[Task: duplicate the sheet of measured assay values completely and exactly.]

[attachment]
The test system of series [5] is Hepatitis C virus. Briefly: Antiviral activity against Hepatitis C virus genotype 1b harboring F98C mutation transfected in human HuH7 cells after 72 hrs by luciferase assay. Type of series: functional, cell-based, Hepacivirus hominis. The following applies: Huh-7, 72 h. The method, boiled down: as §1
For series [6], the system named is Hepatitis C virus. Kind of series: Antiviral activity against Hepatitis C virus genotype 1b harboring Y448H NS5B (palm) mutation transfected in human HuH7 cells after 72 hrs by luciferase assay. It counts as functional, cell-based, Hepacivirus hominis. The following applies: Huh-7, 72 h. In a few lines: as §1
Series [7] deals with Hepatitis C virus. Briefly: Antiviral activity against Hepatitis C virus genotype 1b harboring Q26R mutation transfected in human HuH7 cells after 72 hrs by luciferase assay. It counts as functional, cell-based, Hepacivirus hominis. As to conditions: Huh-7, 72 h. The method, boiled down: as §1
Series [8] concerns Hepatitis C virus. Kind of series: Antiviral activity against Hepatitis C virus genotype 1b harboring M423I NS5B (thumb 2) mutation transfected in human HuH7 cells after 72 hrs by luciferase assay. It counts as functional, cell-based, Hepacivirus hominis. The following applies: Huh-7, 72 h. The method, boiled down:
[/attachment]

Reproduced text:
The test system of series [5] is Hepatitis C virus. Briefly: Antiviral activity against Hepatitis C virus genotype 1b harboring F98C mutation transfected in human HuH7 cells after 72 hrs by luciferase assay. Type of series: functional, cell-based, Hepacivirus hominis. The following applies: Huh-7, 72 h. The method, boiled down: as §1
For series [6], the system named is Hepatitis C virus. Kind of series: Antiviral activity against Hepatitis C virus genotype 1b harboring Y448H NS5B (palm) mutation transfected in human HuH7 cells after 72 hrs by luciferase assay. It counts as functional, cell-based, Hepacivirus hominis. The following applies: Huh-7, 72 h. In a few lines: as §1
Series [7] deals with Hepatitis C virus. Briefly: Antiviral activity against Hepatitis C virus genotype 1b harboring Q26R mutation transfected in human HuH7 cells after 72 hrs by luciferase assay. It counts as functional, cell-based, Hepacivirus hominis. As to conditions: Huh-7, 72 h. The method, boiled down: as §1
Series [8] concerns Hepatitis C virus. Kind of series: Antiviral activity against Hepatitis C virus genotype 1b harboring M423I NS5B (thumb 2) mutation transfected in human HuH7 cells after 72 hrs by luciferase assay. It counts as functional, cell-based, Hepacivirus hominis. The following applies: Huh-7, 72 h. The method, boiled down: